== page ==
Monday, April 18, 2011

Future Farming in Fukushima Prefecture

The radioactive fall out in Fukushima is a concern for many, but the farmers and residents of the prefecture are the ones with the real concerns. There is great concern by many that purchase food stuff grown in the prefecture, that the meats and produce be safe.

One area that the prefecture can be compared to is Bikini Atoll, the site of hydrogen bomb tests following World War II. This is a very interesting comparison in that it involves both real and legal assessment of the risks. Legally, the once and future residents want the cleanest possible conditions which have much lower background radiation standards than many places in the world. A battle between the US Environmental Protection Agency (EPA) and the Nuclear Regulatory Commission (NRC)is at the heart of the issue.

To many, including the NRC, the EPA regulatory limits are impractically restrictive. From the Bikini Atoll website, "To give one an ideas of how strict this 15-millirem standard is, the EPA stated that the standard means that a person living eleven miles from the Yucca Mountain site, the distance to which the standard applies, will absorb less radiation annually than a person receives from two round-trip transcontinental flights in the United States. The EPA also stated that background radiation exposes the average American to 360-millrem of radiation annually, while three chest x-rays total about 18-millirem." The Yucca Mountain case was used by the Bikinians to press for tighter clean-up standards.

It is understandable that people are worried and afraid of radiation. The standards are so poorly defined that few, even experts in the field, are in agreement to what is reasonable. 100 millirem, equivalent to 1,000 microsieverts per year is considered a reasonable background dosage even though many places in the world have higher natural background radiation doses. To my knowledge, there are no studies showing that 1,000 millirems a year background have any indication of increase health risk. The 100 millirem standard appears to already be very conservative which is equivalent to approximately 0.1 microsieverts per hour.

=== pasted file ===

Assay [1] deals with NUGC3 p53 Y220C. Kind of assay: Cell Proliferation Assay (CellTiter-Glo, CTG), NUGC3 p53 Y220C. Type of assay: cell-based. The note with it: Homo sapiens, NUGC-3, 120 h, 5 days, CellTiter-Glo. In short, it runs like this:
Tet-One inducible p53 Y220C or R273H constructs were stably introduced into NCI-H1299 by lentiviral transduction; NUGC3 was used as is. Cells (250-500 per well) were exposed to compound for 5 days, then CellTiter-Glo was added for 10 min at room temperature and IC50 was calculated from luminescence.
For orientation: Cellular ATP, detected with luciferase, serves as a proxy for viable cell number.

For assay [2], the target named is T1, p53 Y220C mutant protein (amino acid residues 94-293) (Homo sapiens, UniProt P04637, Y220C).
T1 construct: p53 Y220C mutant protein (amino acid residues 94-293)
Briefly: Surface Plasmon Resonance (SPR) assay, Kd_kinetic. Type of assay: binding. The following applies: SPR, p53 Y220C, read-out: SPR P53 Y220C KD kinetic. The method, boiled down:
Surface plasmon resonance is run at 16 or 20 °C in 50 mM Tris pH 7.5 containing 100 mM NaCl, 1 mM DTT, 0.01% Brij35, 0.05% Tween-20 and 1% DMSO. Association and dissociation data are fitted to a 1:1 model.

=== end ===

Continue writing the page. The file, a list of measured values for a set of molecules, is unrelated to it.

1,000 millirem per year (~1.0 microsieverts per hour)is greater than the effective annual average combination dose (background and other exposure)of 3000 microsieverts per year (~0.34 microsieverts per hour), but much less than areas with high natural background radiation and no evident radiation health risk. "In Guarapari, Brazil, a city of 80 000 inhabitants built on the seaside, peak measurements made by EFN on the thorium-rich beach were as high as 40 microSv/hour (about 200 times higher than the average natural background radiation in other areas of the world)." Based on other regions with higher background radiation, it would seem that 1 to 10 microsieverts per hour is not an unreasonable estimate of safe background exposure.

Ultimately, that decision should be up to the residents of area impacted by the Fukushima NPP accident to make. Another question farmers in the area would have is the uptake of radioactive isotopes by crops. Cesium 137 is the primary fall out isotope. By the same study of Bikini Atoll, potassium fertilizers inhibit plant uptake of cesium 137. Proper fertilization to build potassium levels along with normal tilling and erosion, should enable most effected farmland to be productive without any significant increase in normal radiation level.

Realistically, the radiation damage is much less than most in the press have indicated. Legally, is a different matter. Many residents may opt for much tighter standards and the larger compensation they are likely to win through the courts.

The situations, both in Japan and Bikini Atoll, illustrate the need for much clearer definition of radiation exposure standards. With the inconstant and overly conservative current limits, the nuclear industry may not be viable. Moving to more realistic standards is sure to be opposed by anti-nuclear groups responsible for the much tighter standards that are in place now. It will be interesting to see if logic or passion wins.

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